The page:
Sep 15, 2017

Ground Breaking for Expansion


Press Release Expansion Groundbreaking at GCHS

Author of six books about local history, Garland County Historical Society volunteer Orval Allbritton wielded the ceremonial shovel as the society broke ground on an expansion to its archives building at 328 Quapaw at 10am on September 15. “Orval personifies dedication to local history,” said GCHS President Gary Jackson. “We’re very proud to have published his six books about our community. He was the unanimous choice to first break ground.”

After 57 years of dedicated historical archiving, the Garland County Historical Society has run out of room at its building to house and preserve its collections. The society is therefore going to expand by 1500 square feet its current 3,400 square foot archives facility. The expansion project will include more archival storage space (with movable shelving), a larger reading/research room, and a clean gas fire-suppression system for
archival areas.  

GCHS board members and volunteers cheered Allbritton on, as did members of the board of the Oaklawn Foundation, which recently awarded the society a $200,000 construction grant.  “We’re very grateful for the Oaklawn Foundation grant, which will fund much of the construction cost. We’re reaching out to the community for tax-deductible donations to help raise the rest of the funds needed. With more room to store historic materials, with movable shelving (which greatly increases storage capacity), and with a state-of- the-art fire suppression system designed to safeguard irreplaceable historic materials, we’ll be better able to serve the local community and people across the State of Arkansas,” said Executive Director Liz Robbins

The society will acknowledge all donors in next year’s issue of its journal, The Record.  Those who give $250 or more, $1,000 or more, or $5,000 or more will have pavers and plaques installed at the archives. People can call 501-321- 2159, email, or visit the archives at 328 Quapaw for more information.  The mission of the Garland County Historical Society is to collect, preserve, and tell the story of Garland County’s history. Established in 1960, the society maintains an archive of over 55,000 photographs as well as paper ephemera, books, newspapers, microfilm, maps, and historical memorabilia.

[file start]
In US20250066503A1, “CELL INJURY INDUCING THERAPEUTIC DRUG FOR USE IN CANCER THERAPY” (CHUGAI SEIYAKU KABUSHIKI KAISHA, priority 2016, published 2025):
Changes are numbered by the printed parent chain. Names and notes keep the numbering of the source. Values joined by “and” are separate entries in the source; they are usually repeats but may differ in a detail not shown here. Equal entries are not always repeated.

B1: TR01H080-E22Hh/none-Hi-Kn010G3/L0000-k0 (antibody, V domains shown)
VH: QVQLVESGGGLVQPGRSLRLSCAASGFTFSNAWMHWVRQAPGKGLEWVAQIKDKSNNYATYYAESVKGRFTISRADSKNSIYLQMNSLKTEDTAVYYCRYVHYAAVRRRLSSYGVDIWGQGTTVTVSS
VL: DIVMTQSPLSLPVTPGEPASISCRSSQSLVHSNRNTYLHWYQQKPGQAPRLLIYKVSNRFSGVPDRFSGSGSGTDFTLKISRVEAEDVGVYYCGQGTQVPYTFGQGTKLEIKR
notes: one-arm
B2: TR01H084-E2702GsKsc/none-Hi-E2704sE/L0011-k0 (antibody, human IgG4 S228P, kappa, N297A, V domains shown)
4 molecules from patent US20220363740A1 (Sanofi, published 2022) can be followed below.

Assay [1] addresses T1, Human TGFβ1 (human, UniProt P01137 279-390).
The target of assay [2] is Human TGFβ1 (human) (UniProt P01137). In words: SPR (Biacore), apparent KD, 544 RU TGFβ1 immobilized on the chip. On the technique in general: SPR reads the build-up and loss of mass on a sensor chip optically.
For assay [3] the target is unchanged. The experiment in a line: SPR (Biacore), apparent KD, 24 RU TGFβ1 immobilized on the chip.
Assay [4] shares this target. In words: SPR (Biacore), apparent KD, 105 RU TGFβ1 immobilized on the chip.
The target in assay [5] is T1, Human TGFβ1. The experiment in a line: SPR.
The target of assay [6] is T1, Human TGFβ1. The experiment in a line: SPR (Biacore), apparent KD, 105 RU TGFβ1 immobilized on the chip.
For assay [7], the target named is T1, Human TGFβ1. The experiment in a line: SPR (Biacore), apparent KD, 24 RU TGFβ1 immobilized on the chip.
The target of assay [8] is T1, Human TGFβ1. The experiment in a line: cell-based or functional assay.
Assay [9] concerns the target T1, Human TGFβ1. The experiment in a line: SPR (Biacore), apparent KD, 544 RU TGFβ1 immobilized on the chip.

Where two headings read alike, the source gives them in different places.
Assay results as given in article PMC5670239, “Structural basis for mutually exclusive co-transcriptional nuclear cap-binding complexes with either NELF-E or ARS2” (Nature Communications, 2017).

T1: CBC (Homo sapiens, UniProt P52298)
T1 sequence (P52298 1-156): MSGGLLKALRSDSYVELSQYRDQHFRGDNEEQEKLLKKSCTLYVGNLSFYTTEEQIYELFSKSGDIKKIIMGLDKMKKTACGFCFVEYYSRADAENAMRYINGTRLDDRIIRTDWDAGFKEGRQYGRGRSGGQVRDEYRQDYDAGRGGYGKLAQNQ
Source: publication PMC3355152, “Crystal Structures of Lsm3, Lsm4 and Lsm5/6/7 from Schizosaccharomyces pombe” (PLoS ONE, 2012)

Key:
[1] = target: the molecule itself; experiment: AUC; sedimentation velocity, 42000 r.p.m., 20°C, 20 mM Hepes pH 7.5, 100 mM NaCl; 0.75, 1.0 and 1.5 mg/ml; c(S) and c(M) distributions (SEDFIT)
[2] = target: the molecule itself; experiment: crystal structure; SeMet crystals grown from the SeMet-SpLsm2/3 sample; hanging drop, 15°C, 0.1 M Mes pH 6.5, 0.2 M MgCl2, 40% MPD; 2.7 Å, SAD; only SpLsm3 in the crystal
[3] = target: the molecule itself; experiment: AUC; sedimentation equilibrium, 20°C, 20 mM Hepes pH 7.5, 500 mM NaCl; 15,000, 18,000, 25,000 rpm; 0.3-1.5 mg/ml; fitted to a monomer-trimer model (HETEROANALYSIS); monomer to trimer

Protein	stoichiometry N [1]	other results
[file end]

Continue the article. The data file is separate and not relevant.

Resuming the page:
In 2016, the society had 2,500+ visitors or contacts (many from across the state and country) and gave 44 educational programs to students, civic groups, and the public. It has published 19 books and produces a yearly journal, The Record.  GCHS has partnered with local and state organizations (including the Department of Arkansas Heritage, the Melting Pot Genealogical Society, Hot Springs National Park, the
Fine Arts Center of Hot Springs, the Hot Springs Music Festival, the Garland County Library) in several projects.  

A 501(c)3 nonprofit corporation, GCHS is funded by members’ dues, publication sales, and donations. GHCS is the only group in Garland County that attempts to preserve the history of the whole county in all its aspects, and no other group provides services relating to local history on the scale that it does.